CHICAGO — A man who posted "dog torture" videos on YouTube was found not guilty of animal torture and a slew of other felony charges in a case that drew national attention last year for his "dog tornado."
Joshua Moore, 23, posted a handful of videos to YouTube in 2011 featuring himself and a younger boy throwing the animals into the air, applying duct tape to their genitals, and then ripping it off and spinning them around like a propeller by a harness in what he dubbed the "dog tornado."
While upsetting, a Cook County judge ruled Wednesday that Moore's acts depicted in the video did not constitute animal torture, finding him guilty only of four counts of misdemeanor depiction of animal cruelty and sentenced him two years probation, mandatory counseling and barred him from having any contact with animals.
"About my actions, it was wrong," Moore said in a statement before sentencing. "Just know that it won't happen again."
Prosecutors argued that Moore's behavior couldn't be anything else besides cruelty.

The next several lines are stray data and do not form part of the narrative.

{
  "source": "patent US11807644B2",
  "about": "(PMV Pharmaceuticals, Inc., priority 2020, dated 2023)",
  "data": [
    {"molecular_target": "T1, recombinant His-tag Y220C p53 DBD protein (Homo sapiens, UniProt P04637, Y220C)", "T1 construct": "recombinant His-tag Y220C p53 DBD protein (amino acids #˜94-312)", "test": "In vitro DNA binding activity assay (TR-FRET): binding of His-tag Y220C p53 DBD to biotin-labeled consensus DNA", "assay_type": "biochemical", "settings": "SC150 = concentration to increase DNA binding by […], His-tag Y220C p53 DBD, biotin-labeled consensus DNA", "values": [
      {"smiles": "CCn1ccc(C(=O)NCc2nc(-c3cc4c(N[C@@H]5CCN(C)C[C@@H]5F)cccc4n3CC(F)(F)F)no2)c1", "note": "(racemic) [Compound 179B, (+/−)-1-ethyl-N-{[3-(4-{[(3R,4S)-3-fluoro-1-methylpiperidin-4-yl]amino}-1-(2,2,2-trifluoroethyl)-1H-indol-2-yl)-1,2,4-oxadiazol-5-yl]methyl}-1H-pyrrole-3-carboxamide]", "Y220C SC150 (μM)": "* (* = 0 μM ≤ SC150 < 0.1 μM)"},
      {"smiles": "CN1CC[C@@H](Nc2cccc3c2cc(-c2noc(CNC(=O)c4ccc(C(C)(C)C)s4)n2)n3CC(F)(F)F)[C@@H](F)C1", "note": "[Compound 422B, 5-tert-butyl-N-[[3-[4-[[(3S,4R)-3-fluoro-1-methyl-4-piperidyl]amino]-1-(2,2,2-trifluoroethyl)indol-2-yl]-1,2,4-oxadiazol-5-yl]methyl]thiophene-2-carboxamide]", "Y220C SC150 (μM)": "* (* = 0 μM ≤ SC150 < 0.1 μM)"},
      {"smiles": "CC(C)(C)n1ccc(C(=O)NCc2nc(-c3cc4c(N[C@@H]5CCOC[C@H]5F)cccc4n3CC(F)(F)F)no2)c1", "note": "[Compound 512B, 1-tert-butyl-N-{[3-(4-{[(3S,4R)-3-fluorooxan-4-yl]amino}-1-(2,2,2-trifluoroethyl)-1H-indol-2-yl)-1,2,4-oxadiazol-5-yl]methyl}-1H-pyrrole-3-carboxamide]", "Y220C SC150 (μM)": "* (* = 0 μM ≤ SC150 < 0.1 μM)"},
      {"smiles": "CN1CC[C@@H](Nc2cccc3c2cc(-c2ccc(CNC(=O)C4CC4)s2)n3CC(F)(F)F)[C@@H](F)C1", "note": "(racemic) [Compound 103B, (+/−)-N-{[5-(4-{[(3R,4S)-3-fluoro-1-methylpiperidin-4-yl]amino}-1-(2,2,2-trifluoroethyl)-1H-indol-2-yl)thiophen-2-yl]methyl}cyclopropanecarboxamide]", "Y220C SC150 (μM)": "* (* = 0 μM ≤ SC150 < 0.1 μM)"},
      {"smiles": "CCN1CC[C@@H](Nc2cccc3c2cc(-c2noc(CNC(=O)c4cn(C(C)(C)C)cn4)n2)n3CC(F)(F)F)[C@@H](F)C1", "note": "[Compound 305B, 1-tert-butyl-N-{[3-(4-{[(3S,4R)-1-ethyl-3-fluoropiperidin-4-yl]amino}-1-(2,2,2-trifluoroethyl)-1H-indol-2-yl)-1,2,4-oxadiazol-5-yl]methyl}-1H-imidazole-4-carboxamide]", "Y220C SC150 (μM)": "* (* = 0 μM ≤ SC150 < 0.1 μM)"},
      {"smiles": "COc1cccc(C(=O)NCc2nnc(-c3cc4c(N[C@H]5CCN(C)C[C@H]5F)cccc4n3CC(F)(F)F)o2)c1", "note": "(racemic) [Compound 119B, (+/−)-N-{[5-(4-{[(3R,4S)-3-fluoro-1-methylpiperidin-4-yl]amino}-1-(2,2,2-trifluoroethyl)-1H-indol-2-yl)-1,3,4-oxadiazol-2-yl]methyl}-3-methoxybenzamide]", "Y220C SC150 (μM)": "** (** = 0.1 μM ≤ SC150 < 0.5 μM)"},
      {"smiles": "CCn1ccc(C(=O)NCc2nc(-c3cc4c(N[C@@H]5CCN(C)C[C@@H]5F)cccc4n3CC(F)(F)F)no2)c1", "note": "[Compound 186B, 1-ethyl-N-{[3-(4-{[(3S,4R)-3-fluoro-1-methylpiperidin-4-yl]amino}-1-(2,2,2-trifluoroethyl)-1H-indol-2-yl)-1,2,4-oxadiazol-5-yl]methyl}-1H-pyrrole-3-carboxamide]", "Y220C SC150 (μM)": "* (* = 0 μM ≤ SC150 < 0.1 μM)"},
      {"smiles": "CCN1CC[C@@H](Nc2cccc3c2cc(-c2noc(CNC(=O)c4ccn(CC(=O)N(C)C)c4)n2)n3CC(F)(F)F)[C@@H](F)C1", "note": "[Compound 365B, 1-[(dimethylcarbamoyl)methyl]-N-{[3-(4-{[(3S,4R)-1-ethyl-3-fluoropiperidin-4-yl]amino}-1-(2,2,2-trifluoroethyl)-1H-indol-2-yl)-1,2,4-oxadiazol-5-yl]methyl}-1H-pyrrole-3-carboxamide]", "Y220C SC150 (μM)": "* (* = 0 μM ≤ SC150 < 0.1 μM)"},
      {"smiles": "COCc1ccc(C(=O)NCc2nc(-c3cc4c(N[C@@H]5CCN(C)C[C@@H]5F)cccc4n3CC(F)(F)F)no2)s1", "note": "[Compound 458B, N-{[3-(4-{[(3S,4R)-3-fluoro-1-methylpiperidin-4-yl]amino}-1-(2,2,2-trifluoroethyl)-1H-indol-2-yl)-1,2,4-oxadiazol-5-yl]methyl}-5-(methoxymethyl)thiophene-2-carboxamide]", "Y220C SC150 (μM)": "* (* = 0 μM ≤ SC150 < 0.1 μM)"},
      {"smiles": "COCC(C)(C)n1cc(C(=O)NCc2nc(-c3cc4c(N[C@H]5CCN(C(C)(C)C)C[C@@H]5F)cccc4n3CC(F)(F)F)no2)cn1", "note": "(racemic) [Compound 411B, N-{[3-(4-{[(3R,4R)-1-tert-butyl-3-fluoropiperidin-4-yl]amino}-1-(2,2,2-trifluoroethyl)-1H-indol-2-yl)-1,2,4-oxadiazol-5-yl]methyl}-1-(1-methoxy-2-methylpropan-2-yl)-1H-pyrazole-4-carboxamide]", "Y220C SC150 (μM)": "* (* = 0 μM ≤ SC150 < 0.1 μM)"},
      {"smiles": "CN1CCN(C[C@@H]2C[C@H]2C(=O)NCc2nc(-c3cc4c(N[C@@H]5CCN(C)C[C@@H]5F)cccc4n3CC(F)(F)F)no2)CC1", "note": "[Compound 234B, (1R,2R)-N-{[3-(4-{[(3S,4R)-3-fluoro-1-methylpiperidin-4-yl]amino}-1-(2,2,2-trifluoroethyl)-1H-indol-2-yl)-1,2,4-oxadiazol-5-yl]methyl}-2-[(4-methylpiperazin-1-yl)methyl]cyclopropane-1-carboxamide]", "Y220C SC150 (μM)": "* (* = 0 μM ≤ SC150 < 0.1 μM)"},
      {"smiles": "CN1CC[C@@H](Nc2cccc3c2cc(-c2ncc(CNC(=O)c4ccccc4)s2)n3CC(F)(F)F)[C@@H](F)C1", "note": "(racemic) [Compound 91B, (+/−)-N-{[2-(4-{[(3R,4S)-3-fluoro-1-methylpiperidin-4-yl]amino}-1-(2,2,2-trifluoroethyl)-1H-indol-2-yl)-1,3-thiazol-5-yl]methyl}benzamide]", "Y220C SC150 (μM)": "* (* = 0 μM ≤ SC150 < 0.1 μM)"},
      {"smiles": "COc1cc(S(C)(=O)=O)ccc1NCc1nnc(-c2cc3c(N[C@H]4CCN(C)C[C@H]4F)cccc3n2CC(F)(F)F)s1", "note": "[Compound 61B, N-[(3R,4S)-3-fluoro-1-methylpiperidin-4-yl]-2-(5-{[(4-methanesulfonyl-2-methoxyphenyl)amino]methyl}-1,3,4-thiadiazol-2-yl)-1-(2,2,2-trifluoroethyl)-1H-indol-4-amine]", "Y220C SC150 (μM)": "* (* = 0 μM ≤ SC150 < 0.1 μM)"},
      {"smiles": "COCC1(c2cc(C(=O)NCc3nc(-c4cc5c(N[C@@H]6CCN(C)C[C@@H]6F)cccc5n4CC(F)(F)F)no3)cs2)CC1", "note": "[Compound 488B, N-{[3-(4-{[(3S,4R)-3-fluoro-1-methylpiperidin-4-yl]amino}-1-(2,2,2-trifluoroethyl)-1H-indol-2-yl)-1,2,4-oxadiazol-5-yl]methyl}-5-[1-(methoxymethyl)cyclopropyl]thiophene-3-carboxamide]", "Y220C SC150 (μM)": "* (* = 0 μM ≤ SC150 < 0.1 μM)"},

"You know it when you see it," said Cook County Assistant State's Attorney Samara Cotter, comparing the question about what defines animal cruelty and torture to the way child pornography is defined. "To sit here and say that the defendant's behavior was anything but cruel is preposterous."
Moore, who grew up a ward of the state, managed to avoid trouble, according to his attorney.
"It's a classic case ... he's been to six different high schools, foster home to foster home, group home to group home," said Bruce Mosbacher, a former public defender who agreed to take Moore's case pro bono at the request of the Cabrini Green Legal Aid group. "He's really an amazing kid, given where he's come from."
Mosbacher blamed a poorly written Illinois statute on animal cruelty.
"The legislature completely messed this up," he said, adding that the statute fails to define animal torture. "We had a national debate in this country about whether water boarding is torture or not."
A trio of animal right advocates who attended the day-long trial said they thought Moore, who spend more than four months in the county jail prior to the trial, received a fair sentence.
"I am OK with it," said Pat Kerber, noting that the attention the case received is evidence of shifting sentiment regarding the seriousness of animal crimes.
As for the animals involved; police seized five dogs and five puppies from a house in South Austin where the video-tapping allegedly occurred.
All of them were adopted, officials said.
The juvenile, who was never identified by authorities, was sentenced to two years in June, according to the Cook County State's Attorney's office.